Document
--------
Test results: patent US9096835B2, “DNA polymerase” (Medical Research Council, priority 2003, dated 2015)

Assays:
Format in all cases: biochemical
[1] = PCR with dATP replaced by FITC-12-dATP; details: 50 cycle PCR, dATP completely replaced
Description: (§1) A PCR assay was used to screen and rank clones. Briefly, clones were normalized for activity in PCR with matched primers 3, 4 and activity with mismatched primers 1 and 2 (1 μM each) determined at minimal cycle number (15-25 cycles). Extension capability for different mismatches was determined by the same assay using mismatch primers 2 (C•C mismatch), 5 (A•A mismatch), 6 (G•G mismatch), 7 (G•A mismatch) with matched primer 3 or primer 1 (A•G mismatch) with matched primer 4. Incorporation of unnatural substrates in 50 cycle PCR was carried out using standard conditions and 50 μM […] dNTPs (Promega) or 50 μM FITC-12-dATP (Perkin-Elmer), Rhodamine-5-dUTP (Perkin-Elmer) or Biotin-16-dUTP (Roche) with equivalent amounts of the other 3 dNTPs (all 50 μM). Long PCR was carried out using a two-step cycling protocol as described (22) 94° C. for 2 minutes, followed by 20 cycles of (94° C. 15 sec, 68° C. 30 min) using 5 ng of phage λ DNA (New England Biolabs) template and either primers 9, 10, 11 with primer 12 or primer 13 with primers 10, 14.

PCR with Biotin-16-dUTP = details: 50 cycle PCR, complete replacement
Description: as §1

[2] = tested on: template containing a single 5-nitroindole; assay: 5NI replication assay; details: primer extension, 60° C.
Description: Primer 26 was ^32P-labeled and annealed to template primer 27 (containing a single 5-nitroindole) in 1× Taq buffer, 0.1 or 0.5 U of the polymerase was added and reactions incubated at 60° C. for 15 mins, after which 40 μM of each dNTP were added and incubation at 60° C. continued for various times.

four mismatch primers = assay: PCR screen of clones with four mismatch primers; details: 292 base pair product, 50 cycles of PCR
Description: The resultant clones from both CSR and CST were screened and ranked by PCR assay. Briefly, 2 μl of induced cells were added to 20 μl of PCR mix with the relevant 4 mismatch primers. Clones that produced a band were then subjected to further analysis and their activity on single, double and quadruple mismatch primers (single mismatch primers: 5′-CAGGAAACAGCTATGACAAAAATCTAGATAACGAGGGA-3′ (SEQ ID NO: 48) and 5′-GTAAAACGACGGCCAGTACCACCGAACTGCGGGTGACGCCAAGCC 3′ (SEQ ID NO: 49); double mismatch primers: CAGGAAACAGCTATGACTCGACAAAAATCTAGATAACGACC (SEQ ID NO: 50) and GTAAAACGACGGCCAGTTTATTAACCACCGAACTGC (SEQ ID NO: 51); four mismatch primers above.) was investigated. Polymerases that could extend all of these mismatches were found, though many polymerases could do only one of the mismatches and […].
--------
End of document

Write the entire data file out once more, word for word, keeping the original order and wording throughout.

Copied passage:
Test results: patent US9096835B2, “DNA polymerase” (Medical Research Council, priority 2003, dated 2015)

Assays:
Format in all cases: biochemical
[1] = PCR with dATP replaced by FITC-12-dATP; details: 50 cycle PCR, dATP completely replaced
Description: (§1) A PCR assay was used to screen and rank clones. Briefly, clones were normalized for activity in PCR with matched primers 3, 4 and activity with mismatched primers 1 and 2 (1 μM each) determined at minimal cycle number (15-25 cycles). Extension capability for different mismatches was determined by the same assay using mismatch primers 2 (C•C mismatch), 5 (A•A mismatch), 6 (G•G mismatch), 7 (G•A mismatch) with matched primer 3 or primer 1 (A•G mismatch) with matched primer 4. Incorporation of unnatural substrates in 50 cycle PCR was carried out using standard conditions and 50 μM […] dNTPs (Promega) or 50 μM FITC-12-dATP (Perkin-Elmer), Rhodamine-5-dUTP (Perkin-Elmer) or Biotin-16-dUTP (Roche) with equivalent amounts of the other 3 dNTPs (all 50 μM). Long PCR was carried out using a two-step cycling protocol as described (22) 94° C. for 2 minutes, followed by 20 cycles of (94° C. 15 sec, 68° C. 30 min) using 5 ng of phage λ DNA (New England Biolabs) template and either primers 9, 10, 11 with primer 12 or primer 13 with primers 10, 14.

PCR with Biotin-16-dUTP = details: 50 cycle PCR, complete replacement
Description: as §1

[2] = tested on: template containing a single 5-nitroindole; assay: 5NI replication assay; details: primer extension, 60° C.
Description: Primer 26 was ^32P-labeled and annealed to template primer 27 (containing a single 5-nitroindole) in 1× Taq buffer, 0.1 or 0.5 U of the polymerase was added and reactions incubated at 60° C. for 15 mins, after which 40 μM of each dNTP were added and incubation at 60° C. continued for various times.

four mismatch primers = assay: PCR screen of clones with four mismatch primers; details: 292 base pair product, 50 cycles of PCR
Description: The resultant clones from both CSR and CST were screened and ranked by PCR assay. Briefly, 2 μl of induced cells were added to 20 μl of PCR mix with the relevant 4 mismatch primers. Clones that produced a band were then subjected to further analysis and their activity on single, double and quadruple mismatch primers (single mismatch primers: 5′-CAGGAAACAGCTATGACAAAAATCTAGATAACGAGGGA-3′ (SEQ ID NO: 48) and 5′-GTAAAACGACGGCCAGTACCACCGAACTGCGGGTGACGCCAAGCC 3′ (SEQ ID NO: 49); double mismatch primers: CAGGAAACAGCTATGACTCGACAAAAATCTAGATAACGACC (SEQ ID NO: 50) and GTAAAACGACGGCCAGTTTATTAACCACCGAACTGC (SEQ ID NO: 51); four mismatch primers above.) was investigated. Polymerases that could extend all of these mismatches were found, though many polymerases could do only one of the mismatches and […].